Home Affairs singles out Meta as most reluctant to stop online abuse

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The Department of Home Affairs has called for more oversight on social media algorithms and online platforms using encryption as being a potential mechanism for preventing online abuse.

Those calls were made by Home Affairs representatives on Tuesday afternoon when they appeared before the Select Committee on Social Media and Online Safety. The committee is currently undertaking a social media probe into the practices of major technology companies to curb toxic online behaviour.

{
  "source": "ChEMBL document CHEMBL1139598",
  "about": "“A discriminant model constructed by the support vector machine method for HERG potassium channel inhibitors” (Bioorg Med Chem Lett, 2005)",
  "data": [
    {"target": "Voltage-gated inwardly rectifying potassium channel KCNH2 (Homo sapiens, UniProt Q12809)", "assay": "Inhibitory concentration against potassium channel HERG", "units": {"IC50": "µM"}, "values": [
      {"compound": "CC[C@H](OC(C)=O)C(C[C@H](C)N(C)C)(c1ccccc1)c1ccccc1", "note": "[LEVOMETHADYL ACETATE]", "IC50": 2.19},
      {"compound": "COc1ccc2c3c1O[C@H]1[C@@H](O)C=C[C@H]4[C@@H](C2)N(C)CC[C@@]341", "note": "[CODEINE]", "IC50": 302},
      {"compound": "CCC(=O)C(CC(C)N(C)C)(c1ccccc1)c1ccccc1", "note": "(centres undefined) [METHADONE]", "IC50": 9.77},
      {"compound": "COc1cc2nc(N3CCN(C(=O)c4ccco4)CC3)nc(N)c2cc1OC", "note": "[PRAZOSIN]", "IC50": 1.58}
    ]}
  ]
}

The committee’s probe was approved by the federal government at the end of last year with the intention of building on the proposed social media legislation to “unmask trolls”.

Home Affairs digital and technology policy head Brendan Dowling on Tuesday said his department has become increasingly concerned about the rollout of encryption on online platforms. In expressing these concerns, Dowling said his department was not anti-encryption and acknowledged the cybersecurity and privacy benefits of the technology, but noted the rollout of encryption on online platforms has not been done with the intention of prioritising the safety of users.

“I think we’re seeing platforms adopt the idea of safety by design, but that continues to be a concern where safety seems to be an after feature or an afterthought to

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